Dr Ashok Agarwal, Country Director, NLRIF explains that the fear of leprosy needs to be broken. Leprosy bacteria though transmitted through breathing, the infectivity is very low compared to say tuberculosis and nowhere compared to COVID
Leprosy has been affecting the lives of human beings for more than 4000 years; though the stigma and discrimination have decreased over time but is enough to keep many of the affected into hiding, not seeking timely support, resulting in the development of disabilities that often cause life-long suffering. The suffering is not limited to the affected but his family with children finding it difficult to make friends in school, get employed, and married; even in 2022, we can hear this from leprosy affected residing in Delhi, the national capital. It is a poor man’s disease, the voices of the leprosy affected remain feeble and often unheard. There are also around 97 laws in India that are discriminatory towards the leprosy affected.
India continues to get around 110,000 (60 per cent of global) new cases of leprosy every year for the last few years; of course, the disruptive COVID pandemic has also disrupted all public health programmes including leprosy with around 40 per cent of the cases not detected in 2020 and 2021. Around 7.6 per cent of the new cases were detected with a disability which could have been prevented if detected early. Besides individuals reporting late to the health system for treatment due to unawareness and associated stigma, they are often missed by the medical officers due to their limited knowledge and skill on leprosy, cases being less many of the young graduates may not have seen a case of leprosy during their training. The knowledge and skill of managing leprosy across the country are also dwindling with the retirement of old leprosy staff. With the Indian leprosy services, integrated into the General Health Services (GHS), in a phased manner, in different districts, from 2001 to 2004; there is a need for the general health care staff to develop the knowledge and skill of leprosy.
The Government of India through its able officers at the Central Leprosy Division, states and districts have resolved to significantly reduce the transmission of leprosy cases by 2030 in line with the global call to end leprosy; with around 60 per cent of the global new cases, India has a bigger responsibility. The good news is now we have the means to do it! There is an effective preventive therapy – a single dose of a medicine called Rifampicin can reduce the occurrence of leprosy amongst contacts of leprosy cases by almost 57 per cent. India rolled it out as a national programme in 2018; however the implementation is often marred by the lack of Rifampicin supply, the requirement is small, and the state governments often find it difficult to procure; an effective solution needs to be found. But the medicine is available for purchase in the market and is reasonably priced, around Rs 6/- per capsule. However, the unfortunate part is, that even some private health facilities engaged in treating leprosy do not know about the preventive therapy and fail to promote it to the families and friends of the patients they treat. Since 1983, the government of India has been providing multi-drug therapy free of cost to all leprosy cases, and it cures the person of the infection through a six or 12 months course depending on the type of leprosy.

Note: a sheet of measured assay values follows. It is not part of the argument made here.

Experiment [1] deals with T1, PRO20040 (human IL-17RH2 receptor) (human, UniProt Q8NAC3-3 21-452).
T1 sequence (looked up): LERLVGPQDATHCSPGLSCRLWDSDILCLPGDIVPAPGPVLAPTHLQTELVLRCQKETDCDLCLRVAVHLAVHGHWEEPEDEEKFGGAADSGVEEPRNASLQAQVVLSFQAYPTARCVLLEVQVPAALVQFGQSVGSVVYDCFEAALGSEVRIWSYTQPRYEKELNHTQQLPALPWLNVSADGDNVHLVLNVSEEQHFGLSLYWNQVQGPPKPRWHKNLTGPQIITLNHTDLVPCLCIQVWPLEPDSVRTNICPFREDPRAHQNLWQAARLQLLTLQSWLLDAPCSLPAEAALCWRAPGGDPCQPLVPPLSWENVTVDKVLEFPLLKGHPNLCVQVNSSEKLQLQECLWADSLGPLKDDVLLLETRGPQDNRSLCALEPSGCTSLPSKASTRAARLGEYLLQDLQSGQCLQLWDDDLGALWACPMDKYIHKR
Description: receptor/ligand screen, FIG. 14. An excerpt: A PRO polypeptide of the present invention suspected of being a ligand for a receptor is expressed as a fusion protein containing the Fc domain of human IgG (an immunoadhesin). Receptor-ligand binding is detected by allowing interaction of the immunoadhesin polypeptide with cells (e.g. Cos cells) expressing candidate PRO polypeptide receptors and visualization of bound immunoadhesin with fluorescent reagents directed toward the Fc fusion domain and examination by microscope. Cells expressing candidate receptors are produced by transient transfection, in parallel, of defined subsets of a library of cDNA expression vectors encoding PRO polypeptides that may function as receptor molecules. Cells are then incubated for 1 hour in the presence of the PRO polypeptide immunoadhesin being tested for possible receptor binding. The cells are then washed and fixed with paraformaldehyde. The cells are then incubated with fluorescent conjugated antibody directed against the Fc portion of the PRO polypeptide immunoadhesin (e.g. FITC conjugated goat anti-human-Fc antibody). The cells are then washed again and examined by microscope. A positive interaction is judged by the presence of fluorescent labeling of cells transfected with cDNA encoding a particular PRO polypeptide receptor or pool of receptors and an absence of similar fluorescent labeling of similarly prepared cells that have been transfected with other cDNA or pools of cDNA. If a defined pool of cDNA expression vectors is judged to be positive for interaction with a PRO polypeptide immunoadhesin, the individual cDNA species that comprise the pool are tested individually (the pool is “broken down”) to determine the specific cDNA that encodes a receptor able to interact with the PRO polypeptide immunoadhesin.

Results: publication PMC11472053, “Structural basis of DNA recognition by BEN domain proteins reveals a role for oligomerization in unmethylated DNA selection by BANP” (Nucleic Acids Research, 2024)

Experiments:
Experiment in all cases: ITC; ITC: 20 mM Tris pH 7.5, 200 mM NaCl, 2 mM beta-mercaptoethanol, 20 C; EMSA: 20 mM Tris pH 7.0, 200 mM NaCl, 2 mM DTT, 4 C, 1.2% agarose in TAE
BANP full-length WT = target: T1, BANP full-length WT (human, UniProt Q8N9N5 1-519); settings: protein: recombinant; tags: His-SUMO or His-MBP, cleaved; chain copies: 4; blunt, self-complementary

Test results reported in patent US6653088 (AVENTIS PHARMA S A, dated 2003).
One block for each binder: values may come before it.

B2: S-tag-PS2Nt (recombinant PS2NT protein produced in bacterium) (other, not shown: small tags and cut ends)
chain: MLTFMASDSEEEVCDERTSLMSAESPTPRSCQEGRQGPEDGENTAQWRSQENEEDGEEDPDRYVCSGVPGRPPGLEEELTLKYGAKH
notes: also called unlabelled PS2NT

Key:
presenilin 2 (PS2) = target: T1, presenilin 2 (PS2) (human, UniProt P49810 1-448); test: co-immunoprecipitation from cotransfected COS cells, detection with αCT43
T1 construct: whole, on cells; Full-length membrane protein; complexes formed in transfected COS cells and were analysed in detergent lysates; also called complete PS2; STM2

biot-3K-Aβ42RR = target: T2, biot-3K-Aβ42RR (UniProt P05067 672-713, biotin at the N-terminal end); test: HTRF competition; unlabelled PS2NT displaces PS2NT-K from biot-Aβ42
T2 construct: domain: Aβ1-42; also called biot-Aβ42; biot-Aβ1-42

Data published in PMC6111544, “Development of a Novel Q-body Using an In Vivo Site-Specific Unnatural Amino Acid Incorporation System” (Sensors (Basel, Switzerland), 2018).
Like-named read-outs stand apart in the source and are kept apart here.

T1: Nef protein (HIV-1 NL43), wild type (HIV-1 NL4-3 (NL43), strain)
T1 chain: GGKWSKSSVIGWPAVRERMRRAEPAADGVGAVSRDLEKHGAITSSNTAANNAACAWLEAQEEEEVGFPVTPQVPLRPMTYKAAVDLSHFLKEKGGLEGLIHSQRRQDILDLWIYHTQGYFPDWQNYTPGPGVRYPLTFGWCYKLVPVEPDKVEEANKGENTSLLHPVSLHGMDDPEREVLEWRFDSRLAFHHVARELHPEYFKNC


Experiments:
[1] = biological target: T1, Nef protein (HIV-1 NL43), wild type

The fear of leprosy needs to be broken. Leprosy bacteria though transmitted through breathing, the infectivity is very low compared to say tuberculosis and nowhere compared to COVID. The affected person can be diagnosed without any test most of the time through the symptoms and signs of skin patches with loss of sensation. Leprosy infection can be fully cured with MDT. Early diagnosis and treatment of leprosy prevents the occurrence of disability. Reconstructive surgery can be done for the weakness in limbs or eyelids caused by leprosy in some cases. The awareness of leprosy needs to be increased; as the number of new cases decreases it will become more difficult for the health system to detect them, it will be like finding a smaller needle from a larger haystack. Individuals should be able to suspect themselves and seek treatment without any delay. Private health care providers need to be engaged in the early detection, treatment, and prevention of leprosy; often they are first consulted by many. The engagement of quacks is also important; many of them are very popular, particularly in rural India. The prevalent stigma and discrimination need to be broken by demonstrated actions like making the affected more visible, providing them important platforms, imagine the positive impact of a prominent public figure publicly embracing a person with a disability due to leprosy. The discriminatory laws should be proactively removed and it will be a big achievement to reckon in the 75th year of Indian Independence. The physical, social, and mental suffering of persons with disability due to leprosy should be effectively addressed; there is a need to have a robust number of persons with disability, and mapping them through geo-spatial technology may help in the delivery of services. Working for leprosy affected will also be a true homage to the work of our Father of the Nation – The Mahatma.